Deep listening involves:
- Imagining your partners world – Stepping into their shoes
- Hearing your partner – you don’t have to agree with what they are saying but take a moment to really HEAR them in a new way.
- Seeing the world through their eyes.
How FEAR blocks this:
- Sometimes we fear that if we step into their world we will:
- be swallowed up by their pain – we won’t.
- never be strong enough to hold true to our own reality – we will
- never hear the end of their issue – they are likely to feel more validated and more resolved
- need to give them something or do something for them, to take their pain away – we don’t have to.
Part of what makes therapy so wonderful is that we are heard in a non-judgemental, curious way. There is no criticism, no loaded questions, none of the baggage that is present in an intimate relationship.
The power of the deep listening that occurs in therapy is VALIDATION. Often our partners find it difficult to be with us in our pain because of their own wounds. They are afraid to really go into the hurt with us because they may never come out. They may feel like if they feel our pain, then they will never be able to disagree with us on this topic again.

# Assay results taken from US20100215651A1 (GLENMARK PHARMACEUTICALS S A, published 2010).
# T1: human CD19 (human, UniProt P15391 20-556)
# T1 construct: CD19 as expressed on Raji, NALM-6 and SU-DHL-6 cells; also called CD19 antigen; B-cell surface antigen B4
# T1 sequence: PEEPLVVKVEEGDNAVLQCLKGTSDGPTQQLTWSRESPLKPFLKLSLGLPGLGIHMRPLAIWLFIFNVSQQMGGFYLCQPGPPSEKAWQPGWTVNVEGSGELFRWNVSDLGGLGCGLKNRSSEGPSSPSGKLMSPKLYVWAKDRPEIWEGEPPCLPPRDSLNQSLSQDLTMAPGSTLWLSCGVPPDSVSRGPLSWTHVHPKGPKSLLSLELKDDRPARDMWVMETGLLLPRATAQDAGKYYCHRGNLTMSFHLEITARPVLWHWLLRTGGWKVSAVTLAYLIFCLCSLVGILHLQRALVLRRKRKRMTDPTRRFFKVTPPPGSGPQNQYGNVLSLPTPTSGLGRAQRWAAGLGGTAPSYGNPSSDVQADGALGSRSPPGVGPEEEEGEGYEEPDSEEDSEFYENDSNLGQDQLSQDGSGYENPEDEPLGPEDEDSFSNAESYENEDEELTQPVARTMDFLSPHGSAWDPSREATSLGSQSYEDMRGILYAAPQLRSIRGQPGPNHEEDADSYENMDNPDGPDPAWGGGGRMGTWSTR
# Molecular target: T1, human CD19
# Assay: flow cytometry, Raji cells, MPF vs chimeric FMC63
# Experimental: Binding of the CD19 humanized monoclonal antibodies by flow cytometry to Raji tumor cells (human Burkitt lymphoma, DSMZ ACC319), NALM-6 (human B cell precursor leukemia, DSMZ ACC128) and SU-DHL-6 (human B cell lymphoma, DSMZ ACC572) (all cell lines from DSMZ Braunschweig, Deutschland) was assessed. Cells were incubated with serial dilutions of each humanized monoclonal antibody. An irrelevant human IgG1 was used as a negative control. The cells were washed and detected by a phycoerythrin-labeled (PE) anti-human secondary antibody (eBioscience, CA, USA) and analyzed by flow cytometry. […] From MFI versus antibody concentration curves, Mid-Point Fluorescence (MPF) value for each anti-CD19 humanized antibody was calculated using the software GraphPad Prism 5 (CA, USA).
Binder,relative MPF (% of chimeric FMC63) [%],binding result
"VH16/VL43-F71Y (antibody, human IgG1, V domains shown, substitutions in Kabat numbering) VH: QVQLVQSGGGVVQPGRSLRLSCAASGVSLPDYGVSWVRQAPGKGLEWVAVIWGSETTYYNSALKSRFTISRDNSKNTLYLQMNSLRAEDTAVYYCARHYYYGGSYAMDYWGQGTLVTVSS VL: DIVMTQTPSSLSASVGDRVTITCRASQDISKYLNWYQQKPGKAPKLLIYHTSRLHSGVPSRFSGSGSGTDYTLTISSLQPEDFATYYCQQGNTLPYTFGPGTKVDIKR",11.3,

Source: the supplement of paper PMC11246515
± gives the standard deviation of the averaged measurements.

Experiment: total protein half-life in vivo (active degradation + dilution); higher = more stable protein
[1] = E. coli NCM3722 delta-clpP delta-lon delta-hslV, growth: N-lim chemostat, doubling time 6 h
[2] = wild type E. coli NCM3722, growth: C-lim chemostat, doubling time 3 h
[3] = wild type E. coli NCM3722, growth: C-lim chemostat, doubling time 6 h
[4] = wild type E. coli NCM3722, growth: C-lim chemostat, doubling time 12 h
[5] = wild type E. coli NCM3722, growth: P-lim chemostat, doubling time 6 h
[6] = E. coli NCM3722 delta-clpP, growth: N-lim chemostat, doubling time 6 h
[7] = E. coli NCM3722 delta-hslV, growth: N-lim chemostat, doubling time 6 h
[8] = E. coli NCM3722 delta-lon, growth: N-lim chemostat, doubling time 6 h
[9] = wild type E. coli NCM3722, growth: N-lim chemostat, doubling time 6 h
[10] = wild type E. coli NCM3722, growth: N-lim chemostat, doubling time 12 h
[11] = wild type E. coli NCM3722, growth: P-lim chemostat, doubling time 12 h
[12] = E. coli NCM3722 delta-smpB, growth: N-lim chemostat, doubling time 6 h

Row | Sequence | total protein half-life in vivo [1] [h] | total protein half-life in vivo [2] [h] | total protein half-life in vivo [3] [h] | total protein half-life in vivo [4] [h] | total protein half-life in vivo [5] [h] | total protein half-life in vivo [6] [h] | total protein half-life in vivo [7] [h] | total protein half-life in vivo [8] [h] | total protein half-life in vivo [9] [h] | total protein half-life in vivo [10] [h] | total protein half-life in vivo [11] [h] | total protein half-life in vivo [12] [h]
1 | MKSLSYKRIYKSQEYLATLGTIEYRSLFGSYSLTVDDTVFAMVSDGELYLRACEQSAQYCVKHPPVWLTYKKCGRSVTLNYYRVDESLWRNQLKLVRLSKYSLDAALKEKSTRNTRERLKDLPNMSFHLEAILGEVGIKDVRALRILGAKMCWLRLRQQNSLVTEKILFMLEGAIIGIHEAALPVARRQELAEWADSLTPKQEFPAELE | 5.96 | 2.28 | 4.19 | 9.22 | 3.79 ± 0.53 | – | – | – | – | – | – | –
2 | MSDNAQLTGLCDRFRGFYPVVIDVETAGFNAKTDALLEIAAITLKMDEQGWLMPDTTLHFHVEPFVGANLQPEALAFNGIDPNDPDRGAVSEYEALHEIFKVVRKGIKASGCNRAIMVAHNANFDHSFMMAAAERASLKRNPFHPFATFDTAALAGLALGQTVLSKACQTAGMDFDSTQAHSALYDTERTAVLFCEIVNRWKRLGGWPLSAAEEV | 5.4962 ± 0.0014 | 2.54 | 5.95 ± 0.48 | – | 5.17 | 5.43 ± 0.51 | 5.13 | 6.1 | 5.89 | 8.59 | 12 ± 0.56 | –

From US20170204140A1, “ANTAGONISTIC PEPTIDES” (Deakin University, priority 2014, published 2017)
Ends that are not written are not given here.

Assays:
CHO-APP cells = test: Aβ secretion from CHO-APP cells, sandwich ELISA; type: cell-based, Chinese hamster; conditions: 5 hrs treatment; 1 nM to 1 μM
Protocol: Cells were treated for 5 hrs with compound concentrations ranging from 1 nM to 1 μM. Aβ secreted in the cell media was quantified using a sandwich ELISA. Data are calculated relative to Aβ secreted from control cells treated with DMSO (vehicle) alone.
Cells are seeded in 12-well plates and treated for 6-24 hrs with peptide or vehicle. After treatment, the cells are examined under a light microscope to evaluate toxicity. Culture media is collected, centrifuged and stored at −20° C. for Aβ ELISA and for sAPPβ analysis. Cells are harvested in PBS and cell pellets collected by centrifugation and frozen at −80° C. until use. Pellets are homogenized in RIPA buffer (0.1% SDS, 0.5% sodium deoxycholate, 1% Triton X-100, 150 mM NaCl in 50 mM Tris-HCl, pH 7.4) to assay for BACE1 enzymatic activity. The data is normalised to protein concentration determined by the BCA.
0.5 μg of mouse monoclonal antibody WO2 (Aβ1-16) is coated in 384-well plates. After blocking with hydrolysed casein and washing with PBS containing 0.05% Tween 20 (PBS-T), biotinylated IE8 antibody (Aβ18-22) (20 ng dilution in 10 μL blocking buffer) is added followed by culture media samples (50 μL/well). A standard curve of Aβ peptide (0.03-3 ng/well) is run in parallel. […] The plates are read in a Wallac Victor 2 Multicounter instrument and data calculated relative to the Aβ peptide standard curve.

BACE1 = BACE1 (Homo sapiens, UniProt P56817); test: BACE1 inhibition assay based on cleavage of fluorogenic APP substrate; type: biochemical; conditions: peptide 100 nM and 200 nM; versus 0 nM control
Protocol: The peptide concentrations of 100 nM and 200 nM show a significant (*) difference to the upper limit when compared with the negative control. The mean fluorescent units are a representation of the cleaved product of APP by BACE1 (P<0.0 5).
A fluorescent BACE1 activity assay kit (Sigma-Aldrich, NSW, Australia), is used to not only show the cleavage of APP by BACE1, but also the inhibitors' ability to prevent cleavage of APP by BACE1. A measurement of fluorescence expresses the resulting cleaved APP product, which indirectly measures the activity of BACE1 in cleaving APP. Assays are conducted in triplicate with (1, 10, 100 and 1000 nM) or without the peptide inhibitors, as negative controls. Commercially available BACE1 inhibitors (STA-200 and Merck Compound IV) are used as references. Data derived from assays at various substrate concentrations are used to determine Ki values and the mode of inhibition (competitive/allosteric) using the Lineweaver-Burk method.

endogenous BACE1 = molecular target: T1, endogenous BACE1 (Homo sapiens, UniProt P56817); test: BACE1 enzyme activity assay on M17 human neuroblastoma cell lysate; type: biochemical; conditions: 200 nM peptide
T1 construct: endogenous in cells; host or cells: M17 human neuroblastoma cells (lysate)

Another common misconception is that if you really stand in their shoes, on some level you will be agreeing with them, and then your position will be weakened. What actually happens is the opposite!
Imagine you are trying to make your partner understand how sad you feel about her long work hours and the disconnect you feel in your relationship. You have had the discussion a thousand times. She is working long hours to get a promotion she really wants; she is defensive and rolls her eyes.
BUT THIS TIME IS DIFFERENT. She stops. She imagines how it might feel for you, wanting to have more time with her. She notices how tired she has been and acknowledges that she hasn’t has much energy for the relationship recently. Suddenly, you feel HEARD. You feel validated. She may not change the hours she is working, but you feel heard and understood.
There is a coming together, rather than a pushing apart.
*Gottman Method Couples Therapy – John & Julie Gottman